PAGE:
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Aussie Pie Floater
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The pie floater is an Australian dish particularly common in Adelaide and, to a lesser degree, Sydney.

The Pie Floater (or, as some experts call it - 'Floater') is a meal available in Australia, which commonly consists of a traditional Australian-style meat pie, usually sitting, but sometimes submerged (sometimes upside down) in a bowl of thick pea soup. It is usually garnished with tomato sauce, and the pie-eater may also add mint sauce, salt, pepper and/or malt vinegar as a personal preference.

The pie floater can be made easily at home but was often purchased in the street from pie-carts as a late evening meal.

A 'submerged' Pie Floater
Pie Floater

The addition of the pea soup provides extra flavour and dietary fibre, and extends what otherwise may be considered a snack to a full meal.  High profile fans of the pie floater are:  Anthony Bourdain, Joe Cocker, Billy Connolly, Nigel Mansell, Shane Warne, Angus Young and Hugh Jackman.

Clearly, culinary licence is taken over the degree to which the pie is submerged, and consistency of the soup.

The floater was originally served 'fresh' from a mobile pie cart on the streets of Adelaide.  It is a connection which would ultimately help launch the dish into history.

To this day, most Adelaideans of a certain generation would have an enduring memory of the Balfour's Pie Cart outside the Railway Station on North Terrace in the CBD.

North Terrace Pie Cart
Late night revellers at the North Terrace pie cart in 1974

In 2003, the National Trust of Australia recognised the pie floater as a South Australian Heritage Icon.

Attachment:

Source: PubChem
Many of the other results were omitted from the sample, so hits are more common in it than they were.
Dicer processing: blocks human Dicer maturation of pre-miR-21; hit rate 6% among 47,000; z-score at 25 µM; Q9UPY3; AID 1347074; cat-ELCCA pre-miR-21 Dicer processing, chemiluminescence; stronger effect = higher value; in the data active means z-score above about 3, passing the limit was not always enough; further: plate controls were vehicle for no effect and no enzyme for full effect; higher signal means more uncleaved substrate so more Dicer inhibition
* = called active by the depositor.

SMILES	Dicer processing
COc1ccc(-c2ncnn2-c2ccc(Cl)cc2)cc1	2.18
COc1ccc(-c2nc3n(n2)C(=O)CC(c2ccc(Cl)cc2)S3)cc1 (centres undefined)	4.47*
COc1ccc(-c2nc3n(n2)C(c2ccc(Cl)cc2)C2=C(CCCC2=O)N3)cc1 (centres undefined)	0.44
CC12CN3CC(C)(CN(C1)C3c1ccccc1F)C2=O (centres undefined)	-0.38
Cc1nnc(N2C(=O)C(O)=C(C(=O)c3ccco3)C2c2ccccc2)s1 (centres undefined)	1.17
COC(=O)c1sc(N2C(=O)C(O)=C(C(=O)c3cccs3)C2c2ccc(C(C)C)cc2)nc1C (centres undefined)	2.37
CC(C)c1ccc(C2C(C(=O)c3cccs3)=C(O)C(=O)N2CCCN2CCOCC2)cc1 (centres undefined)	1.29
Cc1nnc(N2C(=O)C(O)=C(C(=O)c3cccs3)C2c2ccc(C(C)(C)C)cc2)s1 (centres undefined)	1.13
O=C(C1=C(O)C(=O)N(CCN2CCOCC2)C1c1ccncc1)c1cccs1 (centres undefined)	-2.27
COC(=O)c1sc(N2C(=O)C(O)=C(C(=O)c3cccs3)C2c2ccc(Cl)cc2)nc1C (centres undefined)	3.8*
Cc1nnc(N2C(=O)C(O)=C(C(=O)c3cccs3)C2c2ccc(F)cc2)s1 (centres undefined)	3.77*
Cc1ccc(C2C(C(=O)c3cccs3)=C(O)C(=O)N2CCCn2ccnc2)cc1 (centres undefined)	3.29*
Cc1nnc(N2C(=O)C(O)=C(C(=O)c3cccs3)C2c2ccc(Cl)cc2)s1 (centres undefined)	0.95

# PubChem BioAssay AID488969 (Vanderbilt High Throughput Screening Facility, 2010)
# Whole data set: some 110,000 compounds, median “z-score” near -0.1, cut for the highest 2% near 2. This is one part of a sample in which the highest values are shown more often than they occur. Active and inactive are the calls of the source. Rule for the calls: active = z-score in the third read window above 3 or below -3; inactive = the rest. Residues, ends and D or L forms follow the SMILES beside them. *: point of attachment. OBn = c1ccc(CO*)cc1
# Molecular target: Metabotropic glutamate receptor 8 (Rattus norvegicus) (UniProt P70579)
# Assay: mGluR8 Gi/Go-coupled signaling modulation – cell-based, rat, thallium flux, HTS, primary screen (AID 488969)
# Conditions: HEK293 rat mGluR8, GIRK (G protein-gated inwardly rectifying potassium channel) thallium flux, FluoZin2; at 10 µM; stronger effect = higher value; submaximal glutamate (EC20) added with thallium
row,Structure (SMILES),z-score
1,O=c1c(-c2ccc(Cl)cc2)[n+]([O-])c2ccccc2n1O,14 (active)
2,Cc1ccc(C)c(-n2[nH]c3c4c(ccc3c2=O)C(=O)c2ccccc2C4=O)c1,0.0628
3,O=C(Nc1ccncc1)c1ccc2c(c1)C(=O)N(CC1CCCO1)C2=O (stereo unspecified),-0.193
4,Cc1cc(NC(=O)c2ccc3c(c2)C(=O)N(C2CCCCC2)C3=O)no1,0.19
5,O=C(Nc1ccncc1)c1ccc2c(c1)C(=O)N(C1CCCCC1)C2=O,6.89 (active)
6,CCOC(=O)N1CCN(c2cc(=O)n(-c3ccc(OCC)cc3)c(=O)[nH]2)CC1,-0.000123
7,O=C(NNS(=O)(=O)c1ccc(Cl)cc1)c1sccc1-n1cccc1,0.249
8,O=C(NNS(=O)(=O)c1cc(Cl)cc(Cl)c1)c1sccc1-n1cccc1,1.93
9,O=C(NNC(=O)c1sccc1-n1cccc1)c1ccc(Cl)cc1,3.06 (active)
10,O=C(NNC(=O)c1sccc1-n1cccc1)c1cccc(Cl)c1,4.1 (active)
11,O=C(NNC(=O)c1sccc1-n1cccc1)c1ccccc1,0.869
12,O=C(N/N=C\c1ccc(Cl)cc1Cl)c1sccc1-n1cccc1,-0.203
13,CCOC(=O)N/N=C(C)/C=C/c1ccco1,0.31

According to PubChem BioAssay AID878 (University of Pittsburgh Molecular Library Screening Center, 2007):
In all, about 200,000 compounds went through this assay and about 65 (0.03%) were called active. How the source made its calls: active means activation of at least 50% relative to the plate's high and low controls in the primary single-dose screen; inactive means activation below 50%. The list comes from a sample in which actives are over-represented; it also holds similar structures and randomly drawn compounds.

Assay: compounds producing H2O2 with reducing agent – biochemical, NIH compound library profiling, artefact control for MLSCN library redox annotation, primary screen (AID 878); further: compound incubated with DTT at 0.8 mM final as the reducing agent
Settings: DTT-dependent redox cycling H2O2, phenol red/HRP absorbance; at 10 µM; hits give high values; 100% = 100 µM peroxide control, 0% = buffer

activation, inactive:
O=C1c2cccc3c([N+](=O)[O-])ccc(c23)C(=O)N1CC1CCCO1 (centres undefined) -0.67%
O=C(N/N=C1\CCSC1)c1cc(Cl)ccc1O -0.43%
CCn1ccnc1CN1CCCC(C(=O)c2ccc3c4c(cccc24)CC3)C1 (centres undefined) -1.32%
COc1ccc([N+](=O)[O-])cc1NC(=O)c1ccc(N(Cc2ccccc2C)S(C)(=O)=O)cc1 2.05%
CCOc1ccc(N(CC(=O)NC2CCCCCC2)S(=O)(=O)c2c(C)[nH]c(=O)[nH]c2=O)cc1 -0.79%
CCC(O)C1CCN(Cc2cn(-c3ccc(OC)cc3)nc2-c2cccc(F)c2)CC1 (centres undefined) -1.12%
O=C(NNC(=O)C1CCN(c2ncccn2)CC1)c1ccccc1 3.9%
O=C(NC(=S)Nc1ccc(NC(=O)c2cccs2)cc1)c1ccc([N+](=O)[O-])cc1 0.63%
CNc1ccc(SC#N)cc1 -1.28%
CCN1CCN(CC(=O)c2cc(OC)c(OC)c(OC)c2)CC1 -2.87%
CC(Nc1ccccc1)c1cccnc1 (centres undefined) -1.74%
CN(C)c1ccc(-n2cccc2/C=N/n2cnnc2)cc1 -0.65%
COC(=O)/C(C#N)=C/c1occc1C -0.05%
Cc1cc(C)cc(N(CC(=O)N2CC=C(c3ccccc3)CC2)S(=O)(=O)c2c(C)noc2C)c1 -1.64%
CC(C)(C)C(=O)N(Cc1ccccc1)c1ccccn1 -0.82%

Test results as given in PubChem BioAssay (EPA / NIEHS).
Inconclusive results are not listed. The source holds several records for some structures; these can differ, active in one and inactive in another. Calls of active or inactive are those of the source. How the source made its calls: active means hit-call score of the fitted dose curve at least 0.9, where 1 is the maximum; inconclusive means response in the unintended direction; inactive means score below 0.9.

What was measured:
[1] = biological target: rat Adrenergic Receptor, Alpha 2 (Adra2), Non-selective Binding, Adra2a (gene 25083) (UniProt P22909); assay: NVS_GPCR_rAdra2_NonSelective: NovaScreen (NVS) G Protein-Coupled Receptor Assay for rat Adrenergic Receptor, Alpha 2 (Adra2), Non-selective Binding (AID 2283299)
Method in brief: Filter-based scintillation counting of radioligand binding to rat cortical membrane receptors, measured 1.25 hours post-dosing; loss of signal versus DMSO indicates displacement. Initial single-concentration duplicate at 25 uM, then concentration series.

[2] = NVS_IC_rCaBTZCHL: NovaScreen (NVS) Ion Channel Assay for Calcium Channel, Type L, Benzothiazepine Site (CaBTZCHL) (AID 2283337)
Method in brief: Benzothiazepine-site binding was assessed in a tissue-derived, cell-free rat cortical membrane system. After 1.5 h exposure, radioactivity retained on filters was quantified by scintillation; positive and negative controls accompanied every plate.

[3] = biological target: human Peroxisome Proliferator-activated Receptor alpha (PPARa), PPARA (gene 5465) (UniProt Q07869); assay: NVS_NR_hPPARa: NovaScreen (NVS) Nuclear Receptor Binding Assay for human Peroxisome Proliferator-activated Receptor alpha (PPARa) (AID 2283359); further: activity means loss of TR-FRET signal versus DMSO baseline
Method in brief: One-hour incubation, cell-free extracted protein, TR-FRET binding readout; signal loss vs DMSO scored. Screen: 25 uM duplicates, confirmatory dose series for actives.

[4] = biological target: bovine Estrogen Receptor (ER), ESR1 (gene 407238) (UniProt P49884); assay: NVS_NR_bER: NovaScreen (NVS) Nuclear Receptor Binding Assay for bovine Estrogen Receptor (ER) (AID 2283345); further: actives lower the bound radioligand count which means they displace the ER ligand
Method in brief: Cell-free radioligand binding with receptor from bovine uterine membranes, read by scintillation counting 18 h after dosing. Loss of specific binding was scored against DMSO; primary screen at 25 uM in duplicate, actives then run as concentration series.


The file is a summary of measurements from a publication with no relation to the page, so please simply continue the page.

Pie Floater Origins

The origin of the Pie Floater is attributed to our very British roots, where ‘pea and pie supper’ and ‘floaters’ (dumplings in soup) are recognised as traditional Yorkshire dishes. Several sources suggest that the South Australian pie floater was first sold at the turn of the century by a Port Pirie baker, Ern ‘Shorty’ Bradley, who operated an evening coffee stall advertising ‘floaters’ for theatre-goers.

Ern Bradley operated a bakery in Port Pirie and, from 1914, advertised an evening coffee stall in the Port Pirie Recorder. This may have been a pie cart like the ones that operated in Adelaide from the 1860s onwards. It was positioned near the Casino cinema, and Bradley invited patrons to “slip across to the Coffee stall and have Good Supper”.  He offered “Hot Pies and Pasties and a Specialty. Hot Saveloys, Rolls and Floaters.

Ern Bradleys Advertisement
Ern Bradleys Advertisement

Whether it is an original South Australian creation or an idea borrowed from abroad, there's no question it has become "Adelaide's own".

History tells us pastry-cook James Gibbs emigrated to Adelaide from Scotland in the 1880s and set up one of the original pie carts on the corner of King William and Rundle streets.

He had worked at a brewery by day for six years to pay for his venture.

James Gibb's Pie Cart
Adelaide’s first pie cart, James Gibb’s pie cart in 1907. Source: The Advertiser

The Floater became a popular dish at the many pie carts that operated in Adelaide in the late 19th and early 20th century. At the turn of the century, there were 13 carts operating in the city. However from the late 1930s, as the operators ceased trading, the Adelaide City Council refused to re-issue licenses and by 1958 only two remained. The last pie cart was closed in 2010, but the pie floater is available through bakeries, including several 24-hour establishments, so late-night revellers can get their floater fix. (update below)